The Iceboat

The Iceboat

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***For a limited time, you can get THREE THRILLERS - FREE - click here to find out more g (just copy and paste the bold text link into your browser)*** The only reason anyone went out was to buy drinks in town. The tide of cans was always in on the studio floor. With plenty of drugs, sex and rock and roll; The Ice Boat is a modern pop-culture odyssey. Dave has almost got it all; with a rock star lifestyle, romance and a nice flat in London, he almost has the happiness he has worked for all his life. But his reluctance to compromise in love takes him away from London to disaster in Rio de Janeiro. Losing his identity, and his heart, to a scheming Brazilian siren, he manages to evade the corrupt music biz sharks and ends up living with three prostitutes in Amsterdam. This book navigates the seedy underbelly of the music world like a nuclear submarine; magic mushrooms, cocaine, romantic pornography, pop culture freaks, toilet sex, public sex and laughing in the face of death all put in a glimmering appearance in this edgy, international road thriller. Full of suspense and unresolved emotions, The Ice Boat is a real 20th Century odyssey that will have you laughing and crying. Somewhere between Ken Kesey or Jack Kerouaca€™s On the Road and Nick Kenta€™s Apathy for the Devil, ita€™s like a kind of two fingers up to those who mock real creativity and innocence in the performing arts. Includes Chapter One of both the occult thriller Ordo Lupus and the Temple Gate AND Too Bright the Sun. Volume II is now available on Amazon. Buy Volume I and II together in one book, The Ice Boat 2 in 1, to make a great saving! Categories: fiction, thriller, pop culture, rock lifestyle, fun, comedy, racy, mountain, small town, suburban, urban. Sample Chapter One It would be another scorching hot day. Rio, close to the Equator has winters only about six degrees cooler than the summers and had been 36 degrees at noon the day before. Dave walked steadily forward towards a group of stevedores stacking crates near the edge of the quay. He called out, a€œQue sa la San Antonio?a€ the name on the ticket, and they pointed to the right, second pier along, with hand gestures. a€œObligado, a€ he said, and started walking. It took about half an hour to locate his ship. Carrying his guitar-case and bags, he was sweating when he finally saw her, stern first. She looked terrible. The name was the only bit of paint still properly sticking, the rest a mixture of rust, white undercoat and semi-matt or gloss black paint on the hull, rust and white above. Dave reached the area of the quay, fenced-off by the Bremen Ship Company. Three sides of a quadrangle were formed by a high, rusty white steel fence, with a gate and white steel office next to it inside the fencing. A white notice board on two metal poles advertised the name of the company. Layers of torn paper around the edges indicated many changes of name. He walked up to the gate and pushed it. There was was no one in the office so he walked towards the gangplank. Although the area was at least fifty metres wide, he walked as if on a tightrope, each step precise, so as not to stumble and draw attention to himself. He climbed the sloping plank and reached the deck. The acting Purser and another man were sitting at a desk, smiling. The Purser smiled at him. a€œYoua€™re early. Ticket please.a€ He held out his hand. Dave had it already in his hand and gave it to him. The Purser punched it and passed it back after glancing at it. a€œCabin Eight, down here, two doors on right, a€ he said, thumbing along the ship, over his shoulder. a€œThata€™s it, a€ Dave was saying to himself. He picked the bags up and walked down the deck in the direction indicated. As he stepped through the second door, over the ledge, he felt a huge rush of elation. a€œIa€™ve done it.a€ He saw a row of doors with numbers painted on them and walked along the corridor, across the ship, till he came to number eight. He pulled down the handle, no locks, and entered. It was on the forward side of the corridor at the base of the main superstructure, facing forward. a€˜At least Ia€™ve got a porthole, a€™ he thought. There was a made-up double-bed on the right side, a wooden chest of drawers next to it, and on the other side, a table, two chairs and a fridge. There was almost nothing else. He didna€™t waste too much time looking around. He took any important paperwork he had out of the bag, stuffed it in his pockets, picked up the guitar case, and went off to find somewhere isolated until the ship had left port. He found a quiet spot, well forward on the ship, on the opposite side of a cooling vent, where he thought he couldna€™t be seen from the main superstructure. He hoped that, if there was a problem with his paperwork, they wouldna€™t find him till the ship had left. He settled down to wait. At 1 pm, on time, he heard a whistle. A few minutes later he felt the slight vibration of the engines starting but it was about an hour before he finally could see that the ship was moving. As Rio floated away, his memory was of a city growing out of a rain-forest with its feet so thick with trees under the tall buildings that you believe a monkey, or a jaguar, could cross from one side to the other, without touching the ground. He had a receding feeling of dread, thinking about Rio and what had happened to him there. Now perhaps things could be alright again, in time. The last time he remembered feeling reasonably centred was in the flat with Sharon. *** Dave Deea€™s legs were getting pins and needles. He was leaning cross-legged against the front of the old chair. His girlfriend, Sharon, rested her head on his lap and his hands were resting on her wrists. The music and log fire cracking to their left had lulled them to that land on the edge of sleep, where imagination conjures up images cloaked in mysterious feelings. Suddenly, from the mist, a voice, his own inner voice started, saying, a€œGod, this is great. I really love Sharon. I think this is going to work. Ita€™s been six months now, I think.a€ Then another voice, louder than the first said, a€œWait a minute. Why am I thinking? Shouldna€™t I just be relaxing and going with the flow? This always happens to me and Ia€™m sure ita€™s why I find happiness so difficult. Leta€™s just try to switch off.a€ The first voice could be heard softly humming to itself but there was still a silent presence floating above it, which must be the loud voice. This was just not saying anything. Dave was slightly annoyed and shifted his weight slightly, which drew a moan from Sharon. He really liked the feeling of her weight on him. It reassured him. He didna€™t want to disturb her but the slight movement just now had sent numbing waves down to his ankles and a tightening feeling was making him grit his teeth with pain. The last movement of Beethovena€™s Sixth Symphony gently wound to a close, making Dave thinking of sheep and fresh fields after rain, and then there was silence. He didna€™t think Sharon was asleep and hoped if he waited a few minutes, she would be the one to get up and then he wouldna€™t have to feel guilty. A few minutes had passed and Sharon hadna€™t moved so he decided to move his legs a bit. She moved her head slightly and then leaned forward, hung her head and shook it lazily. She put her hands on the floor, moaned and then smacked her lips, waking up. Then she turned and smiled a sleepy smile at him. a€œWhat time is it?a€ a€œTime you got up and put on another CD.a€ a€œOh no it isna€™t. Ita€™s time I made some coffee. You can put another track on darling.a€ She walked unsteadily into the kitchen. Dave could hear her moving around while he got up to stretch his legs. The room was about fifteen feet long and was fairly sparely furnished because they had only just moved in together and didna€™t have much money. The one door was on the right wall, looking from where Dave had been sitting. It lead to a small landing with the bathroom, shared with the bed sit on the mezzanine below, through a door to the left and stairs down beyond. To the right was the kitchen, and then the bedroom. Theirs was the top flat in the building. Dave walked down towards the front window to stretch his legs. To his right, only high enough to kneel at, was a small carved oak table with an angle-poise lamp, a writing pad, some pens, incense sticks and a dictionary on it. This was Sharona€™s writing table. He saw his new passport lying near the edge. Dave knew the working black fire place, tasteful modern furniture, beige carpet and white walls would impress Sharona€™s parents. The room was so hot that he felt like he had a second skin of something warm and furry but it felt nice. It wasna€™t like the furry skin that covers your eyes as well in a hot room with central heating. He took off his jumper leaving him wearing just his white T-shirt on top. He spun around and unselfconsciously started to dance but then stopped himself. He was too shy to let Sharon find him doing this when she came back into the room. The effects of the last spliff were wearing off and he suddenly remembered he was meant to be doing something. But what? He looked at his hands: a€˜Yup, feels right.a€™ he thought. a€˜Definitely something to do with them. Oh yeah. Ia€™ meant to be choosing some music.a€™ He walked back past the chair to the dining area and knelt down in front of the CD rack. He started flicking the CDs but then realised he knew what he wanted to put on. a€˜Was it what Sharon was in the mood for though?a€™ he wondered. He suddenly decided to take the risk: a€œSantana, Borboletta it is.a€ He took the Beethoven CD out and put in on top of the player on the pile of other CDs played tonight. He was too lazy to re-case them now. He put in the Santana just as the door opened and Sharon came back in, holding two mugs of coffee in her right hand and a digestive in her mouth. She had a self-satisfied, cheeky grin on her face. He pressed a€˜playa€™ and got up to join her. She handed him his favourite blue mug. Hehe asked, a€œIs any of that for me, looking at the biscuit?a€ She nodded and made an a€œAh, huha€ sound in her throat before breaking off the half of the biscuit not in her mouth and holding it out. He opened his mouth and she slid it in. He munched, almost contentedly, as the strange opening track, with its whirring sound, like a swarm of moths, started. He glanced at her slyly to see if she approved. She sat down, cross-legged, facing him on the other side of the glass ash-tray without showing a flicker of emotion. This made him slightly uncomfortable. She pulled out three Rizlas and started licking them. He decided he would close his eyes to concentrate on the music. Dave often felt she was more centred than he was and now was one of those times. He knew enough about people to know that people liked different amounts of control and he knew Sharon needed more control than he did. She was usually the one who instigated sex and she was the one who pretty much decided everything about the flat. In her job at the solicitors, she had quite a lot of control and he could see her excelling at any occupation about rules, which is what the law is. She was a strange mixture of sensuality and control. She was almost anal but not in the sexual sense although he wandered if she had tried that, or might, one day. The album went on about oneness and he did feel a oneness but with himself. He opened his eyes to see how she was getting on. She was just inserting the roach and was deep in concentration. She didna€™t look at him. He wondered if she was thinking anything. His normal level of paranoia was being heightened by the dope, but he was excited at the thought of another spliff. He glanced at his guitar, waiting ready on its stand on the other side of the fire, feeling that, at some point soon, he would feel like playing it. He put his hands behind him but realised that this probably looked like an invitation to hand him the spliff.Dave was in the music. The words and sounds danced around him like fireflies. ... Fast timbales followed by the frame-drum and then a weird sound of an alto-sax playing bizarre and haunting, descending scales. a#39;This is my favourite track, a#39;anbsp;...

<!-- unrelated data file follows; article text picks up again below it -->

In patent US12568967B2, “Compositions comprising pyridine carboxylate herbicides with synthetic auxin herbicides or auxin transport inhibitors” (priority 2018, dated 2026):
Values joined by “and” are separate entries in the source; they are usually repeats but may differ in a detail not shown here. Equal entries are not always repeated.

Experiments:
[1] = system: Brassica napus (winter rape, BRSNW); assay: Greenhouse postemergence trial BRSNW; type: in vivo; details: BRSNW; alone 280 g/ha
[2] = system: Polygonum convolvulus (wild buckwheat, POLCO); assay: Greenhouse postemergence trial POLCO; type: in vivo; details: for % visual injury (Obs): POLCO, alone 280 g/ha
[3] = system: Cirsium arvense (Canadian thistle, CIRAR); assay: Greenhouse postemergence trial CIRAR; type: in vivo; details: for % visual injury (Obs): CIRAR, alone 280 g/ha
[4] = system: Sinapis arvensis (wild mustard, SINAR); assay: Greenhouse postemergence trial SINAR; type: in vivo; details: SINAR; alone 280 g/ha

Title:The Iceboat
Author: Lazlo Ferran
Publisher:Lazlo Ferran - 2010-04-16